Food and wine writer Rasmus Palsgård has created another recipe for us, this time focusing on RØD. He has come up with a serving of fried langoustine with a slightly spicy and smoky touch that works very well with the sweetness and smoky aromas of RØD.

Langoustine enjoyed with a glass of Sparkling Tea RØD

When I tasted RØD for the first time, I immediately thought of fried shellfish, especially langoustine. This beautiful creature of the sea has a distinct sweetness to it that becomes even more pronounced when you give it a hot fry in a pan. It also matches the bright red colour of RØD – that’s a win/win.

Obviously, matching the colours of the food and beverage doesn’t make a good pairing alone. Therefore, I have tried to come up with a dish that interacts well with the sweet and bright red berry notes as well as the elegant umami character with a slight hint of smoke in the aftertaste. I quickly came up with the idea to add an element of dried, fermented meat – in this case chorizo – to the dish in order to highlight that part of RØD’s flavour profile too.

To underline the freshness and acidity of this sparkling tea, I decided to add gently heated tomatoes as well and, finally, a creamy and foamy sauce blanquette infused with the langoustine shells and piment d’espelette to enhance the umami and smoke characters even further.

I hope that you’ll enjoy this pairing – it does not get much more summery than this.

Fried langoustine with tomatoes, chorizo and sauce blanquette

For 4 persons

4 langoustines of 150-200 grams each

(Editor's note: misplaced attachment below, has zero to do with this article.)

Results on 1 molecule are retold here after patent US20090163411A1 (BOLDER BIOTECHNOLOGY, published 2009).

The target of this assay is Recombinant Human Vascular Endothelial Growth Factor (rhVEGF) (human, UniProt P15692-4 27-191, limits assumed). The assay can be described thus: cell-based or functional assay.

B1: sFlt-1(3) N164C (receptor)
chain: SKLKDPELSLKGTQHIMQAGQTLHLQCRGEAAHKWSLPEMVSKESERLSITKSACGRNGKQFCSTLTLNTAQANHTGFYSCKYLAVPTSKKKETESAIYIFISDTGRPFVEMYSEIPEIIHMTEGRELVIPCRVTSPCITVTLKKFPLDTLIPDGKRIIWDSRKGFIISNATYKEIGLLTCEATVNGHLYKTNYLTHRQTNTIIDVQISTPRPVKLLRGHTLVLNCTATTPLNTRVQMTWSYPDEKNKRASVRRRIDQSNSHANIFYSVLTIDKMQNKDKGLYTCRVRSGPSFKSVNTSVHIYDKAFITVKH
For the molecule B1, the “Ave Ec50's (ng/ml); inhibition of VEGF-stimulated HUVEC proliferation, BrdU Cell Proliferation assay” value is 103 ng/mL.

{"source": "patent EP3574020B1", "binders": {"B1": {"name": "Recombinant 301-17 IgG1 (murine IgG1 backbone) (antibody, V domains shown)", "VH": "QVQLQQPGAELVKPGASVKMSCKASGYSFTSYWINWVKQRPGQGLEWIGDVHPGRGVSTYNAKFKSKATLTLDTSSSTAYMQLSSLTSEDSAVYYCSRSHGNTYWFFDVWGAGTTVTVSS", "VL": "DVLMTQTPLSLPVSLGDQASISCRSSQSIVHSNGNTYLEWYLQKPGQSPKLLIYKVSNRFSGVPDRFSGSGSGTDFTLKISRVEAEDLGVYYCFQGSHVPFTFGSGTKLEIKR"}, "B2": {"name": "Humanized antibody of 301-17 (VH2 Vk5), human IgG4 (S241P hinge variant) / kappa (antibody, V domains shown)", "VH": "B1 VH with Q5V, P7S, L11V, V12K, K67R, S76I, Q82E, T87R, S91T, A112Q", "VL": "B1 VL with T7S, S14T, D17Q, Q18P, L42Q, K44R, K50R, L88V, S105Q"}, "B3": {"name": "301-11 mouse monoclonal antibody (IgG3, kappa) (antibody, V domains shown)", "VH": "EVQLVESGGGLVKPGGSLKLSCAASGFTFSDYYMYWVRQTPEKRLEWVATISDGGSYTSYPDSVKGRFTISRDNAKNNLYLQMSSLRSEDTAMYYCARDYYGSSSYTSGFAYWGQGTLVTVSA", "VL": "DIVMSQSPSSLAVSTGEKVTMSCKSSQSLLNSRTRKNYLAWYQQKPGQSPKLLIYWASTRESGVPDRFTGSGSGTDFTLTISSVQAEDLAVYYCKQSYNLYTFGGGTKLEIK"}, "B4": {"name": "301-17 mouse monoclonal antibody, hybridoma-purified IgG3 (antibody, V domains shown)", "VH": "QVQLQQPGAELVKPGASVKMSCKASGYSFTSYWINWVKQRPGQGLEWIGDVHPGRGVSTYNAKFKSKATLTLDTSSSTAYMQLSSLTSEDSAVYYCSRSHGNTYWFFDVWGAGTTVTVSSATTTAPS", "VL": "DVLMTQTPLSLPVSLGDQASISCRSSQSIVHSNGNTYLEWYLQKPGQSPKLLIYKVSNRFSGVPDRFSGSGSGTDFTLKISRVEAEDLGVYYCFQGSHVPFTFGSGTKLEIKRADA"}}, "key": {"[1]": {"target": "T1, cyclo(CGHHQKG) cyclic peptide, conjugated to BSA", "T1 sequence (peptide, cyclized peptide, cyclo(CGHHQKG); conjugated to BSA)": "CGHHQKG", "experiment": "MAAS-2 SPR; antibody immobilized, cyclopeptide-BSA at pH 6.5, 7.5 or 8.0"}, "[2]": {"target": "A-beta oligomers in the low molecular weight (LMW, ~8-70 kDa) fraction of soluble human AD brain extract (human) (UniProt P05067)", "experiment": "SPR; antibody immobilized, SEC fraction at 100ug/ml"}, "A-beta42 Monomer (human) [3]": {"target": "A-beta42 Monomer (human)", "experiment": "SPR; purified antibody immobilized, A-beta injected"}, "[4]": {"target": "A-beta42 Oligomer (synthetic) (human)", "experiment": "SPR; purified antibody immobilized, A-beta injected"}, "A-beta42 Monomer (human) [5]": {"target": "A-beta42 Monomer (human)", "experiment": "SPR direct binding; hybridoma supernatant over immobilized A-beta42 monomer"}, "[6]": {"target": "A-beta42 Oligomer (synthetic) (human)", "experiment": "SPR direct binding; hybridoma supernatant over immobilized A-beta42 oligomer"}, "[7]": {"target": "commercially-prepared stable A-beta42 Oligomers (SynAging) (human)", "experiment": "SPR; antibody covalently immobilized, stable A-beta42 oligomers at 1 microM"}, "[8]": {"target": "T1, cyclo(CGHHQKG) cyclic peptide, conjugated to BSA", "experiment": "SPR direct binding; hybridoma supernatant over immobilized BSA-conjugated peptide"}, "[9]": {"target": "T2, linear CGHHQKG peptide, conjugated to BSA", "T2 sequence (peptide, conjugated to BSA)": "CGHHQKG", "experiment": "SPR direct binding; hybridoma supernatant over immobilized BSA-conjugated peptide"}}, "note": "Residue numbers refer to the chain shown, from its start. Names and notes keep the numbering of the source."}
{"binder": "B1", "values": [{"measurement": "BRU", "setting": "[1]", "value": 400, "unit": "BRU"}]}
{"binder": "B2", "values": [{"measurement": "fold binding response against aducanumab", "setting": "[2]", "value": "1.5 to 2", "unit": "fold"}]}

4 tomatoes, preferably very sweet and aromatic tomatoes in various colours
20 small basil leaves
50 grams of chorizo, preferably quite spicy

Sauce blanquette
The shells from the four lobsters
1 litre of water
1 tablespoon of tomato puree
1 tablespoon of crème fraiche
200 grams of butter
1 egg
Juice from ½ lemon
1 tablespoon of piment d’espelette


Begin by separating the tails from the rest of the langoustines. Crack the shells gently to get the tails out in one pretty piece. Remove the stomach sac with and set the langoustine tails aside on a plate in the fridge until later use. Place all of the shells, heads etc. from the langoustines on a baking tray and bake them at 230 degrees Celsius for 25 minutes. Melt the butter in a casserole and add the baked shells to it. Let it simmer at low heat for half an hour. Strain the butter through a fine sieve and keep it until later use. Put the casserole with the shells back on the stove on medium-high heat. Add the tomato puree and let it fry for a minute or two. Add water and let it simmer for 20 minutes.


Add the egg, piment, crème fraiche and lemon juice to a cylinder-shaped container and blend it with an immersion mixer until mixed. Add the butter little by little until emulsified into the mixture. Add five tablespoons of the langoustine stock and mix again. Put the sauce into a clean casserole on medium high heat. Blitz it with the immersion blender until it thickens. It takes 3-4 minutes. Be careful not to heat the sauce too much! Leave the sauce on very low heat until serving.

Cut the chorizo into fine dices and fry them in a pan. Leave them aside.

Cut the tomatoes into smaller pieces and heat them in the oven at 150 degrees Celsius for 10 minutes brushed with a bit of olive oil.

Push a meat needle all the way through every langoustine tail – it prevents them from curling up when being fried. Fry the langoustines in the same pan as the chorizo with a little extra olive oil or butter. Remove them from the heat and take out the meat needle.


Place a couple of pieces of tomato on each plate next to the langoustine tail. Sprinkle a spoonful of chorizo dices and top and finish with basil leaves. Blitz the sauce just before serving to make it foamy – serve tableside.

Bon appétit!

Tip: For an even spicier expression, add a pinch of dried chipotle to the sauce.

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